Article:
It’s not unusual for Kiwis to have an affinity with Everest. First of all, Sir Ed is a National hero. No child of New Zealand grows up without learning of Sir Ed, Tensing and their Everest exploits. Second, it’s almost a rite-of-passage for young Kiwis to leave University and head to the Himalaya, where Everest is king.
This particular black tea is grown at the Everest Tea Estate, located in Nepal’s central Himalaya region, at a mere 5,000 feet. Every year, the first flush Darjeelings open the season, followed by the spring harvests in Nepal. I suspect the harvest comes a few weeks after the Darjeelings due to the harsher climate, yet the two regions are barely a few days walk apart. You could pass from one country to another without noticing it – unless you pay attention to the signs.
This tea’s leaf is wholly intact; a sign of careful hand-plucking and gentle handling during manufacture. Everest shows some tip, which adds crispness to its delicate and fruity flavour. Being such a small leaf tea in volume, it requires either measure by weight or a generous scoop. If steeped short it can easily be re-infused for a second steeping that is almost the equal of the first, or it will steep nicely for a long first infusion. However you choose to prepare it, Everest will delight the eye and impress you with its character. A bit like experiencing the mountain itself, really.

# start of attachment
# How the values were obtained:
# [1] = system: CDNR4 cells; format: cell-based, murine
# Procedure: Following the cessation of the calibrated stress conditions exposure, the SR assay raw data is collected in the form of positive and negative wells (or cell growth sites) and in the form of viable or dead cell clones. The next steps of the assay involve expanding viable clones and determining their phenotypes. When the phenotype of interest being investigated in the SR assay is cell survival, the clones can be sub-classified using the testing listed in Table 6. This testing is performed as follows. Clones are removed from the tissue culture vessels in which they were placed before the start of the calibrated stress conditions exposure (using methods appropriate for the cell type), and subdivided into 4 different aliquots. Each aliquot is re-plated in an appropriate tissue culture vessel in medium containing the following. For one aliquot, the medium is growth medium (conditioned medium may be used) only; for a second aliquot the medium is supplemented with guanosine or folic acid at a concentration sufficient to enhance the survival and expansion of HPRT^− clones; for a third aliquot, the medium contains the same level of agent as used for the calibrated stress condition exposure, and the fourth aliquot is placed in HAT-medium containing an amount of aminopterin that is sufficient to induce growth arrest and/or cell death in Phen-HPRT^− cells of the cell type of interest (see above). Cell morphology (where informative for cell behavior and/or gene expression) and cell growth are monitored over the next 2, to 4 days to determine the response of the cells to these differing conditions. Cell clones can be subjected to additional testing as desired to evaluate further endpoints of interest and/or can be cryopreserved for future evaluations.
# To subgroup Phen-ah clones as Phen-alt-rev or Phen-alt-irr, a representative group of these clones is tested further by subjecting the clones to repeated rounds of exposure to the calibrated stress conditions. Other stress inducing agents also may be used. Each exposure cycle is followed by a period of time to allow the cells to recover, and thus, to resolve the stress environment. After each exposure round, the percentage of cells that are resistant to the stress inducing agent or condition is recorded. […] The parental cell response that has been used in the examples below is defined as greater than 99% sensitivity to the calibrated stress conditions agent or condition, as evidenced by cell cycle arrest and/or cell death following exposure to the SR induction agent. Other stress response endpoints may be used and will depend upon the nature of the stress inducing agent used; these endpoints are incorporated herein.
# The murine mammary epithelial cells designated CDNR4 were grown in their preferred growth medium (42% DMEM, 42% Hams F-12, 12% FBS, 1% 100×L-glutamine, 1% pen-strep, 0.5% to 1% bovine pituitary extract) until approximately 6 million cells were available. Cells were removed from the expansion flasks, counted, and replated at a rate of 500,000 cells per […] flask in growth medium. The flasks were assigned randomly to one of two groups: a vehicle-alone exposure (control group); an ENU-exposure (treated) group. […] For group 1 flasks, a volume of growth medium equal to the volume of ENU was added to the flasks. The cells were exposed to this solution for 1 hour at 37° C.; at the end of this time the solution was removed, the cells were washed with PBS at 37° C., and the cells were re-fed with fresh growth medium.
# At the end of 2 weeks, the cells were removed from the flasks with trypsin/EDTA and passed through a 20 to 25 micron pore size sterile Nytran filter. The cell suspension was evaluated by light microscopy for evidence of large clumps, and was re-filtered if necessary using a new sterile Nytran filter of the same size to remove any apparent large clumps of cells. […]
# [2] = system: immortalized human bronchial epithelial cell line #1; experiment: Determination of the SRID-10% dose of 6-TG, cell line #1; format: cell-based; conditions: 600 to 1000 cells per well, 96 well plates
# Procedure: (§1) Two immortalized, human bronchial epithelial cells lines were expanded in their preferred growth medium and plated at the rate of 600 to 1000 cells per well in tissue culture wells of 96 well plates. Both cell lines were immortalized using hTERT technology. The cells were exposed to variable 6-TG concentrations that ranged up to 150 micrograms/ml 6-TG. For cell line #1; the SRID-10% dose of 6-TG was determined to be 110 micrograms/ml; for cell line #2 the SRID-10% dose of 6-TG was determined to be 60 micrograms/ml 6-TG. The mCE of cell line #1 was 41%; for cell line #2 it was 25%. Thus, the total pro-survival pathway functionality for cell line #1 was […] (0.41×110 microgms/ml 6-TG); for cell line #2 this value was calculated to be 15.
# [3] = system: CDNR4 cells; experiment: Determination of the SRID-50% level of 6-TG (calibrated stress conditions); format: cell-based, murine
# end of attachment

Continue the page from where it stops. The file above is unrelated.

Flavors: Floral, Freshly Cut Grass, Fruity, Herbaceous
As this tea cools I am admiring its leaves. They are really beautiful to look at with furry silver to gold loosely twisted buds among dark chocolate brown blades. The dry leaf smells sweet with a hint of smoke.
Using one TSP in 225 ml of 94°C water, I got a pale copper tea that smells of honey sweet potato and cinnamon,citrus tones and a hint of salty butter.
This light bodied tea has bright citrus and sweet potato up front opening up to cinnamon tinged honey mixed with salted butter, with the briefest echo of its roasting process. As it cools there are also slight sweet grain notes, a faint hint of plum and cocoa, and a hint of clover floral tone. It has a sweet honeyed aftertaste.
This tea is both light and bright and very warming and comes across as very elegant. It is sweeter than a Darjeeling, but is not as heavy, grainy,or chocolatey as many of the Chinese blacks I’ve had. This makes a very pleasant afternoon tea.
Thanks boychik for giving me the opportunity to try this tea. I enjoyed it very much!
Something about this tea is really offputting today. I can’t drink it. I don’t know why or what’s wrong. It smells funny to me and I just can’t get past it.
I obviously did something wrong, or it’s just me today, because this came out of the same pack as last time I had it, and I quite liked it then.